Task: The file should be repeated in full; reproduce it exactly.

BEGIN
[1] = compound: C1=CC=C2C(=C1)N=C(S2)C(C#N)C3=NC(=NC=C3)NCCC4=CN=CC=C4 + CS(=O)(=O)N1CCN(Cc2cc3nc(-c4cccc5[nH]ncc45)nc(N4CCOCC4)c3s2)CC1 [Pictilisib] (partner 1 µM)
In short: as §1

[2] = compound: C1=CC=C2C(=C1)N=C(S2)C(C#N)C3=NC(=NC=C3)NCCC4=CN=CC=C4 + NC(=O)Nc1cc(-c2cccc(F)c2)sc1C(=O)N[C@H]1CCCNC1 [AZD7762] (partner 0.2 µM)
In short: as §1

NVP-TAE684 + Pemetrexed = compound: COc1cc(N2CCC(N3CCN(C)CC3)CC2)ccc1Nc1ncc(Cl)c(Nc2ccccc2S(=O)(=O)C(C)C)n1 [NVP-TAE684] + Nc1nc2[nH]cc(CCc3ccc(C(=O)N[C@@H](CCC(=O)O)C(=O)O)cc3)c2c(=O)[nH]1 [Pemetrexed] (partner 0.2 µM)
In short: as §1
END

[1] = compound: C1=CC=C2C(=C1)N=C(S2)C(C#N)C3=NC(=NC=C3)NCCC4=CN=CC=C4 + CS(=O)(=O)N1CCN(Cc2cc3nc(-c4cccc5[nH]ncc45)nc(N4CCOCC4)c3s2)CC1 [Pictilisib] (partner 1 µM)
In short: as §1

[2] = compound: C1=CC=C2C(=C1)N=C(S2)C(C#N)C3=NC(=NC=C3)NCCC4=CN=CC=C4 + NC(=O)Nc1cc(-c2cccc(F)c2)sc1C(=O)N[C@H]1CCCNC1 [AZD7762] (partner 0.2 µM)
In short: as §1

NVP-TAE684 + Pemetrexed = compound: COc1cc(N2CCC(N3CCN(C)CC3)CC2)ccc1Nc1ncc(Cl)c(Nc2ccccc2S(=O)(=O)C(C)C)n1 [NVP-TAE684] + Nc1nc2[nH]cc(CCc3ccc(C(=O)N[C@@H](CCC(=O)O)C(=O)O)cc3)c2c(=O)[nH]1 [Pemetrexed] (partner 0.2 µM)
In short: as §1